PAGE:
Online business and entrepreneurship form a core component of a sound national economy. Regardless of the particular finance methods discussed, however, certain topics are repeatedly brought up throughout most of the financial publications listed in this reference: Understanding entrepreneurship risk and the effort necessary to begin a business; The importance of building organizational capital; Why banks are not an excellent source for venture capital funding; Why Internet business opportunities are so attractive to individual entrepreneurs; and How to choose a business plan that’s right for you.
In this EBSco study on entrepreneurship and small business economics, several themes emerge regarding what entrepreneurs need to know. First, as EBSco points out, entrepreneurs have two primary options when considering entering entrepreneurship. First, they can start from scratch, “rolling with the punches.” Alternatively, they can “roll up their sleeves” and begin to create an online business from which they can extract revenues. Both approaches have their own advantages, but the nature of each presents unique difficulties that must be overcome.
Those who start-up as resellers do not have as great of a choice as those who decide to create a brick-and-mortar company. Most small businesses need to rely on credit scores to get started. Once operational, they need to raise money to finance growth, pay employees, and make any big purchases such as trucks or airplanes. Those who lack access to credit scores find themselves at a distinct disadvantage when trying to compete with larger companies with better finance terms.
The other theme touched on in the above article is the need for independent business professionals to understand the economics of start-ups. EBay is not an independent business. It belongs to eBay Inc., which is, in turn, owned by the business professionals who sell on eBay. In short, the eBay Store owners are business professionals. You might say they’re eBay store owners with a managerial mindset.
Yet another potential source of start-up capital is personal savings. These days it’s more common than not for those with some income to tap into their savings and finance their own start-up ventures. Still, in today’s business world, many small business start-ups cannot generate the cash they need in order to survive until they generate enough business to support themselves. This means that even when you tap into your own personal finance you may be limited in your options when it comes to financing.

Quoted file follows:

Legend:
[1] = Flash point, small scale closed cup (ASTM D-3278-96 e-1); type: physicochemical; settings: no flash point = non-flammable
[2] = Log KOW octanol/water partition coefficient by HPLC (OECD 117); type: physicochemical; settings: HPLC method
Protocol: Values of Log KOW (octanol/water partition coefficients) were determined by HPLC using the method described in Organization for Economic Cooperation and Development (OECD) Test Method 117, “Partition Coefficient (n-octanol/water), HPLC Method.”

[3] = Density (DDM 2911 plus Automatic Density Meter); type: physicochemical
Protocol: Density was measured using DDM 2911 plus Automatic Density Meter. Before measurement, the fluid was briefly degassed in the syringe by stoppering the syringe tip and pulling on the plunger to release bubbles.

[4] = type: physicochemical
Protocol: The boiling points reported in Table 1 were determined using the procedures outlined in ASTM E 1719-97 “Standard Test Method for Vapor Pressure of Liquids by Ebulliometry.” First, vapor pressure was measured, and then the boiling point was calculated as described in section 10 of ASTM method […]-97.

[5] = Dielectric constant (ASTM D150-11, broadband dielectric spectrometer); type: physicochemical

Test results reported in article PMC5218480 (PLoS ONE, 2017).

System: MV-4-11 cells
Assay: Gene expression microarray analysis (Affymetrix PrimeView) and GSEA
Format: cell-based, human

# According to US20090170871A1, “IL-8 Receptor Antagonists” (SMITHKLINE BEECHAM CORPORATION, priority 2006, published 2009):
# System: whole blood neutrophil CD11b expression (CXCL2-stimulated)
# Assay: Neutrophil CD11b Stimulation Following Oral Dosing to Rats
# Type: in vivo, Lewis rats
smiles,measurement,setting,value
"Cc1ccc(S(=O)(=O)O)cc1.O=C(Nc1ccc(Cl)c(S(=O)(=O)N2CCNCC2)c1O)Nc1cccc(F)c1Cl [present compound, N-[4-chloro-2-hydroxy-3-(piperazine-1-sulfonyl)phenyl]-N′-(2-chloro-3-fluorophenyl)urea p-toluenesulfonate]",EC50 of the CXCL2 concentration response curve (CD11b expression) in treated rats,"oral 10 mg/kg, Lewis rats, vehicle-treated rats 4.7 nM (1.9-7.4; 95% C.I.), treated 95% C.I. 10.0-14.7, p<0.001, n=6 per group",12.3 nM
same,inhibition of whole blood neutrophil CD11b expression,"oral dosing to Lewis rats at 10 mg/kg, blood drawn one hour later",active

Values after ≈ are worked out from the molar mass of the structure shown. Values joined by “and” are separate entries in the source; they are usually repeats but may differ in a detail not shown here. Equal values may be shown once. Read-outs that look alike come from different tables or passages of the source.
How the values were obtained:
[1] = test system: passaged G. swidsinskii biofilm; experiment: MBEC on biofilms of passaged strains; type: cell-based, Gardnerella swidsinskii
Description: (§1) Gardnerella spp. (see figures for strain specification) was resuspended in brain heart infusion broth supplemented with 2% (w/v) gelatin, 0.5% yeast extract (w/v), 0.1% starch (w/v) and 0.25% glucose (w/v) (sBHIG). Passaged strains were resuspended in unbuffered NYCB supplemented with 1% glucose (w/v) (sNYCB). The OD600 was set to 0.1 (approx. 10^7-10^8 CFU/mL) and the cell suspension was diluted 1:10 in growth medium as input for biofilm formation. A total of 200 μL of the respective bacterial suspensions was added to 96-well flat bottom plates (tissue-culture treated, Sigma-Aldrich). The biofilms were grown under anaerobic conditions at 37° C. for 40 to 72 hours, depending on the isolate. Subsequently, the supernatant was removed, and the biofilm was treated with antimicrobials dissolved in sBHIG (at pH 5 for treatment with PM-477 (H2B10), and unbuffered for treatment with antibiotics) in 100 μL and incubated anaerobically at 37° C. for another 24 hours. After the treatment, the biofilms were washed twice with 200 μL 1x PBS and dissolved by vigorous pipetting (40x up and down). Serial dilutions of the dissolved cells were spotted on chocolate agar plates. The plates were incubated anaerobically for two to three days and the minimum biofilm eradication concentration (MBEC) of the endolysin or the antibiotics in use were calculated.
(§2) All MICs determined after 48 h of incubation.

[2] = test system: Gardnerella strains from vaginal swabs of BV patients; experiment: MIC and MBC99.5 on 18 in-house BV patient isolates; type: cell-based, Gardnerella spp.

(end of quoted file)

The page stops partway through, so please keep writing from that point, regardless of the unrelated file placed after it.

Some small businesses start out with venture capital from friends and family. For these ventures, personal finance is usually part of a diversified portfolio of assets used to acquire and monetize the opportunities offered by emerging markets. Venture capital for small businesses can also be helpful for funding growth or other strategic objectives.
Most successful small businesses often utilize an independent business loan for their start-up. The most common of these loans is a Small Business Administration loan, which is granted by SBA small business programs. But there are also unsecured business loans available from various banks and credit unions that are particularly suited for small businesses with poor credit histories. These loans are much easier to obtain and process than traditional small business loans.
There are also many small business grants available from the federal government and from state and local governments. Unfortunately, many small businesses simply do not realize that there are free business start-up financing options available to them. The Small Business Association provides many guides and application instructions online. There is even a government-sponsored program called Business Start-Up America. Still, many entrepreneurs who are planning to start their own business often have little money to tap into sources of start-up capital. This often leads to costly mistakes and delays that can be very costly indeed.